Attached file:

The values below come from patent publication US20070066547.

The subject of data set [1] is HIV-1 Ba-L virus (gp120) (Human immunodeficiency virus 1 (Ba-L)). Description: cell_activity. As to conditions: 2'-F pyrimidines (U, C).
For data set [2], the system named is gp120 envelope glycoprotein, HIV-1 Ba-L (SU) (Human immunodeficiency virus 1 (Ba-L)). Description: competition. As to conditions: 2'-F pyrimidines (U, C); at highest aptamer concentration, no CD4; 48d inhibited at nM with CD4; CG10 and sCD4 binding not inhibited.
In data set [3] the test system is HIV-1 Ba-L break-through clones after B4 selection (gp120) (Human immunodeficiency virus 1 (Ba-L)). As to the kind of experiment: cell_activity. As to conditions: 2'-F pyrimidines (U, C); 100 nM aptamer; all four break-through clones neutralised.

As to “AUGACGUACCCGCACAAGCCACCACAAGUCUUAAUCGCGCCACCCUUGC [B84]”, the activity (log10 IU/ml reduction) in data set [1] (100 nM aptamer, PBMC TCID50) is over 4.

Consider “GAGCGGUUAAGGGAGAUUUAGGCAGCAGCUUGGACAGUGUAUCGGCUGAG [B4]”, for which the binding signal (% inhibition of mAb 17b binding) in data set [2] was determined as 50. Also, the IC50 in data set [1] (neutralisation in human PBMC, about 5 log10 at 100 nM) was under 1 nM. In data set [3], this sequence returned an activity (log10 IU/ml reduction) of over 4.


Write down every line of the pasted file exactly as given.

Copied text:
The values below come from patent publication US20070066547.

The subject of data set [1] is HIV-1 Ba-L virus (gp120) (Human immunodeficiency virus 1 (Ba-L)). Description: cell_activity. As to conditions: 2'-F pyrimidines (U, C).
For data set [2], the system named is gp120 envelope glycoprotein, HIV-1 Ba-L (SU) (Human immunodeficiency virus 1 (Ba-L)). Description: competition. As to conditions: 2'-F pyrimidines (U, C); at highest aptamer concentration, no CD4; 48d inhibited at nM with CD4; CG10 and sCD4 binding not inhibited.
In data set [3] the test system is HIV-1 Ba-L break-through clones after B4 selection (gp120) (Human immunodeficiency virus 1 (Ba-L)). As to the kind of experiment: cell_activity. As to conditions: 2'-F pyrimidines (U, C); 100 nM aptamer; all four break-through clones neutralised.

As to “AUGACGUACCCGCACAAGCCACCACAAGUCUUAAUCGCGCCACCCUUGC [B84]”, the activity (log10 IU/ml reduction) in data set [1] (100 nM aptamer, PBMC TCID50) is over 4.

Consider “GAGCGGUUAAGGGAGAUUUAGGCAGCAGCUUGGACAGUGUAUCGGCUGAG [B4]”, for which the binding signal (% inhibition of mAb 17b binding) in data set [2] was determined as 50. Also, the IC50 in data set [1] (neutralisation in human PBMC, about 5 log10 at 100 nM) was under 1 nM. In data set [3], this sequence returned an activity (log10 IU/ml reduction) of over 4.